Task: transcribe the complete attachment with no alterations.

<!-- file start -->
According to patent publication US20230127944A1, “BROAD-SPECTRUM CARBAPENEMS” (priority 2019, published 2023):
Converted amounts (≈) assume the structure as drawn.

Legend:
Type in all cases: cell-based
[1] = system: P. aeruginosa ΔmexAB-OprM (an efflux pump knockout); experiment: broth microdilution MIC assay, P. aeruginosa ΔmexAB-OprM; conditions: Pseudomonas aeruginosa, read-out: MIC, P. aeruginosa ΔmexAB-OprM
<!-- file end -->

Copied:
According to patent publication US20230127944A1, “BROAD-SPECTRUM CARBAPENEMS” (priority 2019, published 2023):
Converted amounts (≈) assume the structure as drawn.

Legend:
Type in all cases: cell-based
[1] = system: P. aeruginosa ΔmexAB-OprM (an efflux pump knockout); experiment: broth microdilution MIC assay, P. aeruginosa ΔmexAB-OprM; conditions: Pseudomonas aeruginosa, read-out: MIC, P. aeruginosa ΔmexAB-OprM